To do your job well you have to like it. Since our childhood most of us assimilate a very different approach that work or school is a tiresome part of life, and everything beyond this is fun. So, for many children (including the author at his school age) the idea of work that people enjoy seems pretty strange.
At the time kids graduate high school, they start thinking what career path to choose. That’s the time when young people (and the author himself, as he recollects) face the dangerous lie about work: many people lie that they like their jobs.
This seems very contradictory to the common opinion of work as unpleasant duty shared by so many adults and children, and therefore the question arises – if having work is even worse than going to school, then how comes that so many adults assure they like it? The author finds the answer in the upper-middle class tradition that you are supposed to love your job. This attitude is a close imitation of the mindset typical of the most successful people that do great things, because, after all, to be the best you have to truly enjoy what you do.
Seeing parents doing boring job to give a high standard of living to their families, kids tend to share belief that a job is supposed to be boring.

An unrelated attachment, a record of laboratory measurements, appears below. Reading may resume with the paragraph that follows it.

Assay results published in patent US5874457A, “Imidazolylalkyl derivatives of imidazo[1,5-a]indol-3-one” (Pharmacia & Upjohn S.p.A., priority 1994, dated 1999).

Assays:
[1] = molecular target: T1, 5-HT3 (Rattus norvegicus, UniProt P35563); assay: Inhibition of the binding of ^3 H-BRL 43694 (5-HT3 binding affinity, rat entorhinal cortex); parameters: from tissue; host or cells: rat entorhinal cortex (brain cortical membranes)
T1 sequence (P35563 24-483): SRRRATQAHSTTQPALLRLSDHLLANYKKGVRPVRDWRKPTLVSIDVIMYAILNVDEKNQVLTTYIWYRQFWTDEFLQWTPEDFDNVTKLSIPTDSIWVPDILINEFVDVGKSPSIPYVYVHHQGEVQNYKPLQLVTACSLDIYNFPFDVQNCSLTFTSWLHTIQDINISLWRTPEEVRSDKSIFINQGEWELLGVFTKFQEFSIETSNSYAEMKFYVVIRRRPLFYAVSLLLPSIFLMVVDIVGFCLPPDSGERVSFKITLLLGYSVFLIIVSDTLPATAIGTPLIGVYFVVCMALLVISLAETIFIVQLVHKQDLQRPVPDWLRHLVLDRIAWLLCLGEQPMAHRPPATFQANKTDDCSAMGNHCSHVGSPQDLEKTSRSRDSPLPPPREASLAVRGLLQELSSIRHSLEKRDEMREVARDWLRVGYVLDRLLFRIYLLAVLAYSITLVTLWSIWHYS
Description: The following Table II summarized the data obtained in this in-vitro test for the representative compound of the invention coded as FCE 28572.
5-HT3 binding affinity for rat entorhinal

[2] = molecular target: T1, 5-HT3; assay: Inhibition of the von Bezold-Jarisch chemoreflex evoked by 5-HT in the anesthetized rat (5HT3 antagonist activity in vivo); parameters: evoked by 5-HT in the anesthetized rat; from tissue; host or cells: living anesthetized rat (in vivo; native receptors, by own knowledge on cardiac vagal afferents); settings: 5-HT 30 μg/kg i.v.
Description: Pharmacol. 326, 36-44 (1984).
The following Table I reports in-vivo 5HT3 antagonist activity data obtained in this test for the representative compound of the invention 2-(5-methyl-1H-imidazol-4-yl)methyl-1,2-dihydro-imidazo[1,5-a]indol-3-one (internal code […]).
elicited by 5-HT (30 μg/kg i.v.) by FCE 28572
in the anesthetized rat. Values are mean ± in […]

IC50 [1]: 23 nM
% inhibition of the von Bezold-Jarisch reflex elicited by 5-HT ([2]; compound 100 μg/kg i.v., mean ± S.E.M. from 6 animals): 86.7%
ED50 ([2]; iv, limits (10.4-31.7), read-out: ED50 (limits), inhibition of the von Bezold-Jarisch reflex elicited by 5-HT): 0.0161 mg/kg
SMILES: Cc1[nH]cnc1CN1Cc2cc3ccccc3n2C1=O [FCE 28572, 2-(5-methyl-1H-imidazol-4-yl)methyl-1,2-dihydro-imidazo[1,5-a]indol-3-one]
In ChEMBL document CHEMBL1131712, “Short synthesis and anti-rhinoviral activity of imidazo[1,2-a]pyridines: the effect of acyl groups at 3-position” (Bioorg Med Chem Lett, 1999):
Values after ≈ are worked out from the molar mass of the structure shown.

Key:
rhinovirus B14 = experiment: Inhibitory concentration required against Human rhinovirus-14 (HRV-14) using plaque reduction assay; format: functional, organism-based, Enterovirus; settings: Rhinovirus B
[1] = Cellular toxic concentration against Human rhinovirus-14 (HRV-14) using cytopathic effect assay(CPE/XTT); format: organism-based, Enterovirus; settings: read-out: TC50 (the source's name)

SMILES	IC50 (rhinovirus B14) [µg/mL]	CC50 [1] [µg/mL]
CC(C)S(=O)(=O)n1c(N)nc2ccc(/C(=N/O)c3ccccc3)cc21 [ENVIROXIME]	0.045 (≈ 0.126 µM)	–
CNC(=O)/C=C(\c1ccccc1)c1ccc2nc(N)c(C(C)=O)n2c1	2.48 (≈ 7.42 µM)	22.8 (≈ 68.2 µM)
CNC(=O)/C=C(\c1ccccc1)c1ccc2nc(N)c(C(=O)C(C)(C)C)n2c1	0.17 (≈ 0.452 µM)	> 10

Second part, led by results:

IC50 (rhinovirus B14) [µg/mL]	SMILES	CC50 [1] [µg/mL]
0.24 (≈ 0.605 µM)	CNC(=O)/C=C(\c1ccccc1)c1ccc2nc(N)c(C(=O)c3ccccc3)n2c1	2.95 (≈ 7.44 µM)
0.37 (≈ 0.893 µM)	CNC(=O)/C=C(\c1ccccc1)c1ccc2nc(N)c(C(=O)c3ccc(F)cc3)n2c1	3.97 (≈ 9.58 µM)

Only when the author was in college, he finally split the idea of work from that of making a living. He came to the concept of work as making some original contribution to the world. Yet, his new approach still required discipline, as solving hard problems couldn’t be fun and you had to force yourself to work on them.
The next question raised is how to understand, if you really like your job. If you are not sure, chances are you will stop searching too early and will choose the career based on your parents’ influence, impact of money or prestige.
So the author introduces a set of criteria to make the task easier for everyone.
First, you have to like your work more than any unproductive pleasure. Though at some point everyone prefers having some fun, you can’t spend all your life drinking coffee or lying on the beach. In the long run, if you want to be happy, you need productive work.